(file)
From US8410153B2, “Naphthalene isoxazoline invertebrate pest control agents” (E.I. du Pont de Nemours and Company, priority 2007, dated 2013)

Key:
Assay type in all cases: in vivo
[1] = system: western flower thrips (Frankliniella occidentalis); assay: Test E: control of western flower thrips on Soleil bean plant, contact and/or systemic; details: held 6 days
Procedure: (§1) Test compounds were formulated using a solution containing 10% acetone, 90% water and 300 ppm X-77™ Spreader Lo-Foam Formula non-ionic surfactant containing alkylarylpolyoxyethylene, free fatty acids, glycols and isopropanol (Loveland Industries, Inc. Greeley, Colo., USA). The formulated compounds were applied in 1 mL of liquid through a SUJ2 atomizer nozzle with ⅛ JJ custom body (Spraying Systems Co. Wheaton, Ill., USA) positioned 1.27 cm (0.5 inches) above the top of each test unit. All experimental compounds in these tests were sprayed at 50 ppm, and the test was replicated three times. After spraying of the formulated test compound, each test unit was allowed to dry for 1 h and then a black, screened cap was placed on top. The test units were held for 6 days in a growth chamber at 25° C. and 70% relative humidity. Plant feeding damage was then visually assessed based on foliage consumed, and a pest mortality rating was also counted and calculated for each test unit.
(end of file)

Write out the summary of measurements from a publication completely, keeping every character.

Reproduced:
From US8410153B2, “Naphthalene isoxazoline invertebrate pest control agents” (E.I. du Pont de Nemours and Company, priority 2007, dated 2013)

Key:
Assay type in all cases: in vivo
[1] = system: western flower thrips (Frankliniella occidentalis); assay: Test E: control of western flower thrips on Soleil bean plant, contact and/or systemic; details: held 6 days
Procedure: (§1) Test compounds were formulated using a solution containing 10% acetone, 90% water and 300 ppm X-77™ Spreader Lo-Foam Formula non-ionic surfactant containing alkylarylpolyoxyethylene, free fatty acids, glycols and isopropanol (Loveland Industries, Inc. Greeley, Colo., USA). The formulated compounds were applied in 1 mL of liquid through a SUJ2 atomizer nozzle with ⅛ JJ custom body (Spraying Systems Co. Wheaton, Ill., USA) positioned 1.27 cm (0.5 inches) above the top of each test unit. All experimental compounds in these tests were sprayed at 50 ppm, and the test was replicated three times. After spraying of the formulated test compound, each test unit was allowed to dry for 1 h and then a black, screened cap was placed on top. The test units were held for 6 days in a growth chamber at 25° C. and 70% relative humidity. Plant feeding damage was then visually assessed based on foliage consumed, and a pest mortality rating was also counted and calculated for each test unit.